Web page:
Where it all began. . .

I can honestly say it never crossed my mind to be a beekeeper. Once upon a time I never gave bees a second glance. . . 

It all began when my husband and I decided to take on an allotment on a site which was very overgrown. 

I had noticed a little path leading into the big patch of brambles on, what looked like, an abandoned plot.  One sunny evening I decided to explore where the path led and was amazed at what I found.  At the end of this little path was a gate made out of pallets. Looking over the gate I saw a plum tree, an apple tree, a little patch of grass, a shed with a stained glass window and a bee hive. I could imagine a deckchair outside the shed and sitting listening to the radio, or reading a book with the hum of the bees in the background and butterflies flitting past. After that evening whenever I went to the allotment I would wander down the little path and watch the bees for a while, saying good evening to them when I left.

 A year or so later I heard the beekeeper was looking for someone to take over the bees as he was moving out of the area. I remember thinking that as I liked honey I could take over the bees and have my own honey for breakfast. 

I started doing some research into beekeeping and joined my local beekeepers' association.  The first time I looked in a hive and one of the experienced beekeepers started to explain what was going on inside the hive I was completely and utterly fascinated and have been hooked ever since.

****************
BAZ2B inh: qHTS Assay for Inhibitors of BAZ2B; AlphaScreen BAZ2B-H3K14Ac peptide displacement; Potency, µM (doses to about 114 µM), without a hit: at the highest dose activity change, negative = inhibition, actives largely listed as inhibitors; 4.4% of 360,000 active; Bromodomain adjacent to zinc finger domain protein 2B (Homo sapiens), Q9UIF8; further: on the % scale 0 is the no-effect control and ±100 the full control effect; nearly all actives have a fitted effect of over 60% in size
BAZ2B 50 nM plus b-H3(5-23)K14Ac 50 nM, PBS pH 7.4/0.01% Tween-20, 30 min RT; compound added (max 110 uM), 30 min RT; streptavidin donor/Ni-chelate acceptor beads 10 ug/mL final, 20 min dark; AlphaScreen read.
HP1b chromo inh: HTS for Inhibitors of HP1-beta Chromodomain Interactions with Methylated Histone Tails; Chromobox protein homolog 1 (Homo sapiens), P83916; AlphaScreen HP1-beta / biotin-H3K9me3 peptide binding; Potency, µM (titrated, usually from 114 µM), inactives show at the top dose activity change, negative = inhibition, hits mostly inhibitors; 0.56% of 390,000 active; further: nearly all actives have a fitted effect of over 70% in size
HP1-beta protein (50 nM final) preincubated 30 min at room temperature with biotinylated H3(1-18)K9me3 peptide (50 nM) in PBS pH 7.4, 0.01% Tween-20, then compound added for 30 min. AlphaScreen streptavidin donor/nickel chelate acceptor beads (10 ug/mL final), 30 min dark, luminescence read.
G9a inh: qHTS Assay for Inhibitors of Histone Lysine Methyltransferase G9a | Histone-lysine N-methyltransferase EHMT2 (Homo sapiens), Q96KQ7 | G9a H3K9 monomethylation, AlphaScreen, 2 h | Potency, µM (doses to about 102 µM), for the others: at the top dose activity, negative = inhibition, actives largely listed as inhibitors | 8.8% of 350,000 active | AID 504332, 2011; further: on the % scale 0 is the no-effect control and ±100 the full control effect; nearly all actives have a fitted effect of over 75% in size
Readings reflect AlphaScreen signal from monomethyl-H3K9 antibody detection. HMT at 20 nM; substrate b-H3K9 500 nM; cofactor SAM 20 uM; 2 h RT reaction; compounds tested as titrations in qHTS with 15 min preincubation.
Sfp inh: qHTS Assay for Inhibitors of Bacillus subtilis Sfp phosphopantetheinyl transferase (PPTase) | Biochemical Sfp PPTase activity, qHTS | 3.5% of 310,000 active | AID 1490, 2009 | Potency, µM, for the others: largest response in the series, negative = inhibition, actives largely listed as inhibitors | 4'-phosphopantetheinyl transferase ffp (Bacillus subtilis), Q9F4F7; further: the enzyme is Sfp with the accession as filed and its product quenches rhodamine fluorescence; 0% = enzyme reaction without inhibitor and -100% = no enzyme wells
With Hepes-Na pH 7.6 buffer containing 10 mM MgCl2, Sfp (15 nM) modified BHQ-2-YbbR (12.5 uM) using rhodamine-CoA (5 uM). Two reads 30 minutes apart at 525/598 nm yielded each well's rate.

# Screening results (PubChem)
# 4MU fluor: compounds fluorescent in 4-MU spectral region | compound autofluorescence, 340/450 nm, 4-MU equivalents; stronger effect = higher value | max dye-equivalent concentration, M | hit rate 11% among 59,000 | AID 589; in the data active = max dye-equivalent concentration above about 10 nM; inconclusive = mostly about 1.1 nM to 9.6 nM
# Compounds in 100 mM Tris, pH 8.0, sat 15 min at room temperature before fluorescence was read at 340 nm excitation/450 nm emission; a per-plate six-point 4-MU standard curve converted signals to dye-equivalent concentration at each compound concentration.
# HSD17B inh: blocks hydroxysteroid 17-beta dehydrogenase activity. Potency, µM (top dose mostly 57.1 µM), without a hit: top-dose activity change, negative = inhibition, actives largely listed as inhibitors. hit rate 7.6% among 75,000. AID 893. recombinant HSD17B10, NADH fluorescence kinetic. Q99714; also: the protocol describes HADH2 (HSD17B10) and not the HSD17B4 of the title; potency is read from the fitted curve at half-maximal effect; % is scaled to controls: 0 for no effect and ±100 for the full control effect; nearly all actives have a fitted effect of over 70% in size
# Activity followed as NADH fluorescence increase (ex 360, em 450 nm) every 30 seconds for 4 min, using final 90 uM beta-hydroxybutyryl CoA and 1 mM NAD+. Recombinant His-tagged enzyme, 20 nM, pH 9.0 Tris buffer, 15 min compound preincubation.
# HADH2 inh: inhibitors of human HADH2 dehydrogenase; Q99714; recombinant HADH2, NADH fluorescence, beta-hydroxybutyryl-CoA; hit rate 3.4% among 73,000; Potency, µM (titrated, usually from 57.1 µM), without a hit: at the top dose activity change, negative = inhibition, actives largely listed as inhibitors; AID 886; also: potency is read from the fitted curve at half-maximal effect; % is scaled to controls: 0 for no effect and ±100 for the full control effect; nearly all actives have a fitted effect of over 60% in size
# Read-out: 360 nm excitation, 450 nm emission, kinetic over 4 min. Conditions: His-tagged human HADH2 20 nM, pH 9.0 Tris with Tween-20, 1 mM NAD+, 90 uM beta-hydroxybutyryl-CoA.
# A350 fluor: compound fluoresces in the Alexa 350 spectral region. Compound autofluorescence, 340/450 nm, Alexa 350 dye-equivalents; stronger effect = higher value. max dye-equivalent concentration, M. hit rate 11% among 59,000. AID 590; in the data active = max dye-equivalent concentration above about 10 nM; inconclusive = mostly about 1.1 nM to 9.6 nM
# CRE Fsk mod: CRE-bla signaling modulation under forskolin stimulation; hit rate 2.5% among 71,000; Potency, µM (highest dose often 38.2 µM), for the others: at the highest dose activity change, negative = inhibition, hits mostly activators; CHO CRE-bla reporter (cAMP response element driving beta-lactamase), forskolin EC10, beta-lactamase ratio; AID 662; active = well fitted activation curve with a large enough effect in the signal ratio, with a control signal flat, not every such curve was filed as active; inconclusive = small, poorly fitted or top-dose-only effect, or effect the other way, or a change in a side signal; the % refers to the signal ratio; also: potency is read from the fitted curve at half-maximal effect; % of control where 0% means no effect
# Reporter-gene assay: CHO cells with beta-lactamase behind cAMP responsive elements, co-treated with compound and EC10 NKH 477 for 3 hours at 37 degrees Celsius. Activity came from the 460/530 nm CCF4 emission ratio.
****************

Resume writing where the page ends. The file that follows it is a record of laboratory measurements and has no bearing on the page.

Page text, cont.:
Later that year I took over my first hive on the allotment and soon added a couple more.

As a beekeeper I learned a lot about the problems facing honeybees, but I knew very little about the other types of bee, except they existed.  

Many times I have gone to collect a swarm only to discover they weren't honey bees, but another type of bee about which I knew nothing.  I set out to learn what I could and I discovered there were many different types of bees.  Not only did these bees face problems too, but they are just as fascinating as honey bees.

Like many people I am concerned about the environment, the problems caused by climate change etc.  To begin with I found these problems totally overwhelming and wondered what I could possibly do about any of it.  In fact it was so scary and depressing it was often easier to ignore the problems.  However the more I learnt about bees and the problems facing them, the more I realised that whilst I couldn’t solve all the problems I worried about, I could make small changes and these changes would all help.  I passionately believe that lots of people carrying out little actions mount up to big changes. We can’t all have acres of land we can re-wild, but most of us can plant one or two plants which will be enjoyed by bees and these plants will add up and provide food not just for bees, but for other insects too.  I really do believe that if we learn to look after the little things (the insects) the bigger things (i.e. the birds who feed on the insects) will be better able to look after themselves.

These days I am continually learning, mostly about bees, but also other insects.  I am also fascinated about plants and their relationship with insects.   I have recently taken Diplomas in Natural Beekeeping and Entomology and am currently studying for a Diploma in Botany.

Once upon a time I would never have dreamt of standing in front of an audience and speaking, but I really enjoy sharing my passion for bees with talks and workshops for both adult groups such as the WI, U3A and National Women's Association and children's groups such as cubs, brownies and home education groups together with schools visits.

Who would have thought that exploring that path through the brambles would have led me firstly to a fascinating hobby, to an interest in the natural world which I had never had before and ultimately to a whole new way of looking at the world.